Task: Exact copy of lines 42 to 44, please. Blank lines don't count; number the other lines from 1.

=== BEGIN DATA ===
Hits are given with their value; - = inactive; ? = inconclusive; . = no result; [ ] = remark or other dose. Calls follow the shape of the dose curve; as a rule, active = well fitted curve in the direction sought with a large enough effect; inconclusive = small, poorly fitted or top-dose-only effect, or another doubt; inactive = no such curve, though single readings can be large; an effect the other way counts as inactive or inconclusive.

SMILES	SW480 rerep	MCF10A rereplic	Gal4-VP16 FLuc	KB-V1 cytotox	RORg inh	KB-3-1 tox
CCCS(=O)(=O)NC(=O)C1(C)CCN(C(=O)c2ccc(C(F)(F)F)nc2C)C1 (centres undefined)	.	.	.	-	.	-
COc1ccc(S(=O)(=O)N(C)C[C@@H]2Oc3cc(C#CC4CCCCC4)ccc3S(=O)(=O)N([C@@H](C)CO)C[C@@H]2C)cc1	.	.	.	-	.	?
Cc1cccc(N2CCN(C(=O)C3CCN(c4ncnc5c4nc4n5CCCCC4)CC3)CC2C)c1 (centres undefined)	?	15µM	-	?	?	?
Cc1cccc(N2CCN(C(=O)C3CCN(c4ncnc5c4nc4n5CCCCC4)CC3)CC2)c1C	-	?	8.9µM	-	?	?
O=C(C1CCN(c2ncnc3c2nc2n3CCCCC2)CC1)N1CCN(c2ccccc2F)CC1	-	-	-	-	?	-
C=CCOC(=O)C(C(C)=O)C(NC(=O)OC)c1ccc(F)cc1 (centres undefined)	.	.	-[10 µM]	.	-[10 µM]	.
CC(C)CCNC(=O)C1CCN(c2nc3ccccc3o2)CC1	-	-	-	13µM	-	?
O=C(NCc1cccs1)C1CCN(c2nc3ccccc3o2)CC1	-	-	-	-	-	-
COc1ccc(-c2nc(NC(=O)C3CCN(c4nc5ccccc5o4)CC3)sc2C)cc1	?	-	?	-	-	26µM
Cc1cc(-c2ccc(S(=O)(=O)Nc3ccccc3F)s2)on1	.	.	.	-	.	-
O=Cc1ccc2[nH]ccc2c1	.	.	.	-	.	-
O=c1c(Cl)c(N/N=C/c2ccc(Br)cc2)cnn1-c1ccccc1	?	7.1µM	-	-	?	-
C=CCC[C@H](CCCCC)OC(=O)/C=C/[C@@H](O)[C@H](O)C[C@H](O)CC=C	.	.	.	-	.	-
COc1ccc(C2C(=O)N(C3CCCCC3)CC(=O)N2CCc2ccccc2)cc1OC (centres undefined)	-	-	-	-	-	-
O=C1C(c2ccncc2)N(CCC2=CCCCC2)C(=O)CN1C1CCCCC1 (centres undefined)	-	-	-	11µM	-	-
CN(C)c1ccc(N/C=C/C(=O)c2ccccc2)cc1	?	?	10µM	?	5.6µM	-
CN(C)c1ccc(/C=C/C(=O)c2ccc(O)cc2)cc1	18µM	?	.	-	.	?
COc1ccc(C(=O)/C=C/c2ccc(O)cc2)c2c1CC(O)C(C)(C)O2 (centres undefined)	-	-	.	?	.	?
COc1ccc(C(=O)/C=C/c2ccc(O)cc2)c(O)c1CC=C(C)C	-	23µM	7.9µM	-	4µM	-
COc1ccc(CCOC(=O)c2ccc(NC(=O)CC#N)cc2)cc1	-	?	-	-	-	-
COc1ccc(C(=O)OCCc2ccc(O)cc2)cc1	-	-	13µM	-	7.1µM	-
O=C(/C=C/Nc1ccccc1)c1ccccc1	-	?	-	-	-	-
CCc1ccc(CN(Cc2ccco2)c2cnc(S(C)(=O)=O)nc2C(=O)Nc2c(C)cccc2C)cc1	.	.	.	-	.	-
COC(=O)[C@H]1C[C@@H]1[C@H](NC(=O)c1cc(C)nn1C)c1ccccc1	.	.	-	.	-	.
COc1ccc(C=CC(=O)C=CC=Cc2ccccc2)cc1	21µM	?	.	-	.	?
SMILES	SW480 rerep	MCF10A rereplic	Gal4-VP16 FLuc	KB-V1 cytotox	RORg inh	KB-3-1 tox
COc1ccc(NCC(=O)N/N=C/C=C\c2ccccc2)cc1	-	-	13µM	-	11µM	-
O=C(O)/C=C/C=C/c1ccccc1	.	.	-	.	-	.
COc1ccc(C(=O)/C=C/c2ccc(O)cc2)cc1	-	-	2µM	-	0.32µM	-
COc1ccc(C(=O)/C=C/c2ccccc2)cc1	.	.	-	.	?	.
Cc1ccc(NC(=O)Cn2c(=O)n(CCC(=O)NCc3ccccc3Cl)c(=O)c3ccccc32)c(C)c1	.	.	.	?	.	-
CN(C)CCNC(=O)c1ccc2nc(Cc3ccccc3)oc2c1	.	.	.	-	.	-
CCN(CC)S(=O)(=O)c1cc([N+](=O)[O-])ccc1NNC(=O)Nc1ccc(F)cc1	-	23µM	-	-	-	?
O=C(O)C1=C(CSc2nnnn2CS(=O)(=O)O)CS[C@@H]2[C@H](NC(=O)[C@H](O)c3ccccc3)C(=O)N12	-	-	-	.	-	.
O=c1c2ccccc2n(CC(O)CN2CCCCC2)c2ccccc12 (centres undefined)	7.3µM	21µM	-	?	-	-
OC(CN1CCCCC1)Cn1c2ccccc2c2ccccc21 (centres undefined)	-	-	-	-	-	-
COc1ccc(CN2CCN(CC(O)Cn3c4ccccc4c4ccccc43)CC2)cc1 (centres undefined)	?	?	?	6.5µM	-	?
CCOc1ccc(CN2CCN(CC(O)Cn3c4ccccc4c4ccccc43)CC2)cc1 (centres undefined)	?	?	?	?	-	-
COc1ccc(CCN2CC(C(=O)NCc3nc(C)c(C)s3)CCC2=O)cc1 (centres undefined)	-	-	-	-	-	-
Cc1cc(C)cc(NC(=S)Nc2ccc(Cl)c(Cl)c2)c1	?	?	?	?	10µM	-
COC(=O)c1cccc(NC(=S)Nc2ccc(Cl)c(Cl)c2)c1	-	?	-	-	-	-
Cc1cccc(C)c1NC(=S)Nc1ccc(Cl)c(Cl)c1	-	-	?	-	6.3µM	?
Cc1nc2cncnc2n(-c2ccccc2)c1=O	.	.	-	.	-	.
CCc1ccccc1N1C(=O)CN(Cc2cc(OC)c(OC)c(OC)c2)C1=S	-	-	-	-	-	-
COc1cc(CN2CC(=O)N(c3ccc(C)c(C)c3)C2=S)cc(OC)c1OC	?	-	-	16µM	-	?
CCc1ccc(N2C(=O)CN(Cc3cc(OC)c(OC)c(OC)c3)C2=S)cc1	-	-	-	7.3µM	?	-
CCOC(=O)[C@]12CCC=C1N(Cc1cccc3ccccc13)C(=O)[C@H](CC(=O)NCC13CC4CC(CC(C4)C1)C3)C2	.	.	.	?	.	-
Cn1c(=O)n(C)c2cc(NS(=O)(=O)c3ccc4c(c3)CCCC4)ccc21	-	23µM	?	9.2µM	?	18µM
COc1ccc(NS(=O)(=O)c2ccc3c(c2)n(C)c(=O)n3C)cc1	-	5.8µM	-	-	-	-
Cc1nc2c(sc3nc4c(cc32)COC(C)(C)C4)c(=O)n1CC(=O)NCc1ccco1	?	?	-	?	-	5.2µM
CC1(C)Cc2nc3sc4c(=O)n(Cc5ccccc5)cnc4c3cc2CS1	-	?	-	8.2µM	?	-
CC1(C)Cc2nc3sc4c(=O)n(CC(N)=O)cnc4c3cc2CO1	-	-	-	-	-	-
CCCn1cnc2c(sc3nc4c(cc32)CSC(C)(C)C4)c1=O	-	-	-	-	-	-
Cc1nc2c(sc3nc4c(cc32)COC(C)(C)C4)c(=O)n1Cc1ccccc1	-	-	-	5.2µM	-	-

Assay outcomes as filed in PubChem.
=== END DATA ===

Cc1cc(C)cc(NC(=S)Nc2ccc(Cl)c(Cl)c2)c1	?	?	?	?	10µM	-
COC(=O)c1cccc(NC(=S)Nc2ccc(Cl)c(Cl)c2)c1	-	?	-	-	-	-
Cc1cccc(C)c1NC(=S)Nc1ccc(Cl)c(Cl)c1	-	-	?	-	6.3µM	?